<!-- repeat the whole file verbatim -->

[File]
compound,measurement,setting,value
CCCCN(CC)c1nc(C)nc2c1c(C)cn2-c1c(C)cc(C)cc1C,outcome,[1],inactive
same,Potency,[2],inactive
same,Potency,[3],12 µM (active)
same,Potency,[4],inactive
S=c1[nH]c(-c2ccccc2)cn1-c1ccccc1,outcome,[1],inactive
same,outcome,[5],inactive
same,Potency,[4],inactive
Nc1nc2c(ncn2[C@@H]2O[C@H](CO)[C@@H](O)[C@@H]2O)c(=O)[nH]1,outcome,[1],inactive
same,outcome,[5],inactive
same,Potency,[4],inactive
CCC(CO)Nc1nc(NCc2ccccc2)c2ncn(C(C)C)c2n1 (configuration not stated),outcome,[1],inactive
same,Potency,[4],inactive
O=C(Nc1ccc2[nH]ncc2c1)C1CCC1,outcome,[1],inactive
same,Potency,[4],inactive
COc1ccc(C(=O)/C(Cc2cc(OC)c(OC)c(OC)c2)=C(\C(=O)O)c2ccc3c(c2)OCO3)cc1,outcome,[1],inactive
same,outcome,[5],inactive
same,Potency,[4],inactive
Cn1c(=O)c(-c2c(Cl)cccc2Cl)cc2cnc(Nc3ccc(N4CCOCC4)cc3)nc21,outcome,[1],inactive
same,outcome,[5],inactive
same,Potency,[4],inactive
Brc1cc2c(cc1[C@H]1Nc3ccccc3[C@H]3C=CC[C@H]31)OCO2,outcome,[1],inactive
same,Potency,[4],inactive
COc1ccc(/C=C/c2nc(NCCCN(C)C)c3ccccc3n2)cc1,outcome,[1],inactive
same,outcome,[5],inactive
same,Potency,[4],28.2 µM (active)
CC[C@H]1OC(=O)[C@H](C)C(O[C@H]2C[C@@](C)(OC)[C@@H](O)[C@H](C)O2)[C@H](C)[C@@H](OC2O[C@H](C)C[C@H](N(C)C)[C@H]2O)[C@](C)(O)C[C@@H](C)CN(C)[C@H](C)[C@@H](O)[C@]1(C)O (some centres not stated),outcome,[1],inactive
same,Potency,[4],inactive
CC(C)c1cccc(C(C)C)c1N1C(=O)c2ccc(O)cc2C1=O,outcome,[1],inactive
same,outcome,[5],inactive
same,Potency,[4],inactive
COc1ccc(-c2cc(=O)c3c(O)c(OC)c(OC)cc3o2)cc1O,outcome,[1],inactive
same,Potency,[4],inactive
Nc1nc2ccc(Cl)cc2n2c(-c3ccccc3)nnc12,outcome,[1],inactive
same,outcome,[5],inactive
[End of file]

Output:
compound,measurement,setting,value
CCCCN(CC)c1nc(C)nc2c1c(C)cn2-c1c(C)cc(C)cc1C,outcome,[1],inactive
same,Potency,[2],inactive
same,Potency,[3],12 µM (active)
same,Potency,[4],inactive
S=c1[nH]c(-c2ccccc2)cn1-c1ccccc1,outcome,[1],inactive
same,outcome,[5],inactive
same,Potency,[4],inactive
Nc1nc2c(ncn2[C@@H]2O[C@H](CO)[C@@H](O)[C@@H]2O)c(=O)[nH]1,outcome,[1],inactive
same,outcome,[5],inactive
same,Potency,[4],inactive
CCC(CO)Nc1nc(NCc2ccccc2)c2ncn(C(C)C)c2n1 (configuration not stated),outcome,[1],inactive
same,Potency,[4],inactive
O=C(Nc1ccc2[nH]ncc2c1)C1CCC1,outcome,[1],inactive
same,Potency,[4],inactive
COc1ccc(C(=O)/C(Cc2cc(OC)c(OC)c(OC)c2)=C(\C(=O)O)c2ccc3c(c2)OCO3)cc1,outcome,[1],inactive
same,outcome,[5],inactive
same,Potency,[4],inactive
Cn1c(=O)c(-c2c(Cl)cccc2Cl)cc2cnc(Nc3ccc(N4CCOCC4)cc3)nc21,outcome,[1],inactive
same,outcome,[5],inactive
same,Potency,[4],inactive
Brc1cc2c(cc1[C@H]1Nc3ccccc3[C@H]3C=CC[C@H]31)OCO2,outcome,[1],inactive
same,Potency,[4],inactive
COc1ccc(/C=C/c2nc(NCCCN(C)C)c3ccccc3n2)cc1,outcome,[1],inactive
same,outcome,[5],inactive
same,Potency,[4],28.2 µM (active)
CC[C@H]1OC(=O)[C@H](C)C(O[C@H]2C[C@@](C)(OC)[C@@H](O)[C@H](C)O2)[C@H](C)[C@@H](OC2O[C@H](C)C[C@H](N(C)C)[C@H]2O)[C@](C)(O)C[C@@H](C)CN(C)[C@H](C)[C@@H](O)[C@]1(C)O (some centres not stated),outcome,[1],inactive
same,Potency,[4],inactive
CC(C)c1cccc(C(C)C)c1N1C(=O)c2ccc(O)cc2C1=O,outcome,[1],inactive
same,outcome,[5],inactive
same,Potency,[4],inactive
COc1ccc(-c2cc(=O)c3c(O)c(OC)c(OC)cc3o2)cc1O,outcome,[1],inactive
same,Potency,[4],inactive
Nc1nc2ccc(Cl)cc2n2c(-c3ccccc3)nnc12,outcome,[1],inactive
same,outcome,[5],inactive